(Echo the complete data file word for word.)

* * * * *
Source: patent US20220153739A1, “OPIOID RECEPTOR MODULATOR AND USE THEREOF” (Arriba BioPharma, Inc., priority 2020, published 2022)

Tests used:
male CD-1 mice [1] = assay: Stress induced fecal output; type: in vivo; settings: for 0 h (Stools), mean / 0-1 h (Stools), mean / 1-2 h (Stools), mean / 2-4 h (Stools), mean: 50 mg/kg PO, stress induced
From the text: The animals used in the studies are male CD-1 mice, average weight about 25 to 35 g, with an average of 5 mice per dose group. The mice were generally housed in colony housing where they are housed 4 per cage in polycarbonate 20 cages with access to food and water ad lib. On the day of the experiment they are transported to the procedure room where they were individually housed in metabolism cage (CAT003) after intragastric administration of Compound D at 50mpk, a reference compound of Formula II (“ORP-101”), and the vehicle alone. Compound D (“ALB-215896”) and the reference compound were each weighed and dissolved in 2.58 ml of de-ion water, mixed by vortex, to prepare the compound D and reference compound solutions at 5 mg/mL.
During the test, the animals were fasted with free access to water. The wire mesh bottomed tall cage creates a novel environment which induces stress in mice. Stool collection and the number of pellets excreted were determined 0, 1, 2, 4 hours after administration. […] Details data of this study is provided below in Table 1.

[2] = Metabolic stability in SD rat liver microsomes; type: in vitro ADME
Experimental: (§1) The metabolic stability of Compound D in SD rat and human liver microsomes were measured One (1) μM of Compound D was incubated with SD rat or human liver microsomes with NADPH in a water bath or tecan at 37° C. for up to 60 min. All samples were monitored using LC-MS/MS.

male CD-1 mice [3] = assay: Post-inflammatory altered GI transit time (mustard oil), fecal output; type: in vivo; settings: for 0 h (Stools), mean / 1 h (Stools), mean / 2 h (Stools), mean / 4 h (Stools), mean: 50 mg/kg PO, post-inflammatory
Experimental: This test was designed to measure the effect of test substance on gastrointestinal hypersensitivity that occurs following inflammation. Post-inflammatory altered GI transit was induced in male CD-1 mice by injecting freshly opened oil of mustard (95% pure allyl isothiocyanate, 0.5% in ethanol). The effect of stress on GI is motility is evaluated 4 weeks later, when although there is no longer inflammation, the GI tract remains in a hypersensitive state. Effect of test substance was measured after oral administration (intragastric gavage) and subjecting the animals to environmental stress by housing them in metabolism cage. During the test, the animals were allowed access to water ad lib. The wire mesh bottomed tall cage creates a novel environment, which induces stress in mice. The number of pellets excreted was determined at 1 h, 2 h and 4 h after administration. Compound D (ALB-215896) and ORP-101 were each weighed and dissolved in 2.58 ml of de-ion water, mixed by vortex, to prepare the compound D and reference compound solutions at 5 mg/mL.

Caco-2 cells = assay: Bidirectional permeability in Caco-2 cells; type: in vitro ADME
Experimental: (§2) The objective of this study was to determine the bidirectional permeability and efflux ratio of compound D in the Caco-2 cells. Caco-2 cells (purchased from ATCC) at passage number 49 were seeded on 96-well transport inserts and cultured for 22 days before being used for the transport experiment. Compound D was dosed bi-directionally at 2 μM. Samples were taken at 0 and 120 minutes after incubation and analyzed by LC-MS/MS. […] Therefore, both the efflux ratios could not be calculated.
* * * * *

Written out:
Source: patent US20220153739A1, “OPIOID RECEPTOR MODULATOR AND USE THEREOF” (Arriba BioPharma, Inc., priority 2020, published 2022)

Tests used:
male CD-1 mice [1] = assay: Stress induced fecal output; type: in vivo; settings: for 0 h (Stools), mean / 0-1 h (Stools), mean / 1-2 h (Stools), mean / 2-4 h (Stools), mean: 50 mg/kg PO, stress induced
From the text: The animals used in the studies are male CD-1 mice, average weight about 25 to 35 g, with an average of 5 mice per dose group. The mice were generally housed in colony housing where they are housed 4 per cage in polycarbonate 20 cages with access to food and water ad lib. On the day of the experiment they are transported to the procedure room where they were individually housed in metabolism cage (CAT003) after intragastric administration of Compound D at 50mpk, a reference compound of Formula II (“ORP-101”), and the vehicle alone. Compound D (“ALB-215896”) and the reference compound were each weighed and dissolved in 2.58 ml of de-ion water, mixed by vortex, to prepare the compound D and reference compound solutions at 5 mg/mL.
During the test, the animals were fasted with free access to water. The wire mesh bottomed tall cage creates a novel environment which induces stress in mice. Stool collection and the number of pellets excreted were determined 0, 1, 2, 4 hours after administration. […] Details data of this study is provided below in Table 1.

[2] = Metabolic stability in SD rat liver microsomes; type: in vitro ADME
Experimental: (§1) The metabolic stability of Compound D in SD rat and human liver microsomes were measured One (1) μM of Compound D was incubated with SD rat or human liver microsomes with NADPH in a water bath or tecan at 37° C. for up to 60 min. All samples were monitored using LC-MS/MS.

male CD-1 mice [3] = assay: Post-inflammatory altered GI transit time (mustard oil), fecal output; type: in vivo; settings: for 0 h (Stools), mean / 1 h (Stools), mean / 2 h (Stools), mean / 4 h (Stools), mean: 50 mg/kg PO, post-inflammatory
Experimental: This test was designed to measure the effect of test substance on gastrointestinal hypersensitivity that occurs following inflammation. Post-inflammatory altered GI transit was induced in male CD-1 mice by injecting freshly opened oil of mustard (95% pure allyl isothiocyanate, 0.5% in ethanol). The effect of stress on GI is motility is evaluated 4 weeks later, when although there is no longer inflammation, the GI tract remains in a hypersensitive state. Effect of test substance was measured after oral administration (intragastric gavage) and subjecting the animals to environmental stress by housing them in metabolism cage. During the test, the animals were allowed access to water ad lib. The wire mesh bottomed tall cage creates a novel environment, which induces stress in mice. The number of pellets excreted was determined at 1 h, 2 h and 4 h after administration. Compound D (ALB-215896) and ORP-101 were each weighed and dissolved in 2.58 ml of de-ion water, mixed by vortex, to prepare the compound D and reference compound solutions at 5 mg/mL.

Caco-2 cells = assay: Bidirectional permeability in Caco-2 cells; type: in vitro ADME
Experimental: (§2) The objective of this study was to determine the bidirectional permeability and efflux ratio of compound D in the Caco-2 cells. Caco-2 cells (purchased from ATCC) at passage number 49 were seeded on 96-well transport inserts and cultured for 22 days before being used for the transport experiment. Compound D was dosed bi-directionally at 2 μM. Samples were taken at 0 and 120 minutes after incubation and analyzed by LC-MS/MS. […] Therefore, both the efflux ratios could not be calculated.